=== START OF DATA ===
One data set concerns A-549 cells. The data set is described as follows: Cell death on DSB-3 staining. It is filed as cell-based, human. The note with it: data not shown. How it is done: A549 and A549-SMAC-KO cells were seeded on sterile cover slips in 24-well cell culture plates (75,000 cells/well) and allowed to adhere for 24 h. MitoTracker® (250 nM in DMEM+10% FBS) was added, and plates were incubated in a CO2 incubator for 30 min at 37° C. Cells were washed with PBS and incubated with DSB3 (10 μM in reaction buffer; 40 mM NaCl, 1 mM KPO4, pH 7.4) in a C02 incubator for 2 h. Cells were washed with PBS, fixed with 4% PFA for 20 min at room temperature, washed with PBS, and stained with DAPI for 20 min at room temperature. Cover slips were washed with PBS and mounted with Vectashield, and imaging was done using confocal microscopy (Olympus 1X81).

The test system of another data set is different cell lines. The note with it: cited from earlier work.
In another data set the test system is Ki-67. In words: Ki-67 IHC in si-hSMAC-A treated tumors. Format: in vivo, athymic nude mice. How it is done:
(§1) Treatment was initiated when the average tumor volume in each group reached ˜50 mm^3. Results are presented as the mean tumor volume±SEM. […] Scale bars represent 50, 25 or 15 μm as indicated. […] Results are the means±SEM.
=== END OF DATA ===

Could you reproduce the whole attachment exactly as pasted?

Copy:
One data set concerns A-549 cells. The data set is described as follows: Cell death on DSB-3 staining. It is filed as cell-based, human. The note with it: data not shown. How it is done: A549 and A549-SMAC-KO cells were seeded on sterile cover slips in 24-well cell culture plates (75,000 cells/well) and allowed to adhere for 24 h. MitoTracker® (250 nM in DMEM+10% FBS) was added, and plates were incubated in a CO2 incubator for 30 min at 37° C. Cells were washed with PBS and incubated with DSB3 (10 μM in reaction buffer; 40 mM NaCl, 1 mM KPO4, pH 7.4) in a C02 incubator for 2 h. Cells were washed with PBS, fixed with 4% PFA for 20 min at room temperature, washed with PBS, and stained with DAPI for 20 min at room temperature. Cover slips were washed with PBS and mounted with Vectashield, and imaging was done using confocal microscopy (Olympus 1X81).

The test system of another data set is different cell lines. The note with it: cited from earlier work.
In another data set the test system is Ki-67. In words: Ki-67 IHC in si-hSMAC-A treated tumors. Format: in vivo, athymic nude mice. How it is done:
(§1) Treatment was initiated when the average tumor volume in each group reached ˜50 mm^3. Results are presented as the mean tumor volume±SEM. […] Scale bars represent 50, 25 or 15 μm as indicated. […] Results are the means±SEM.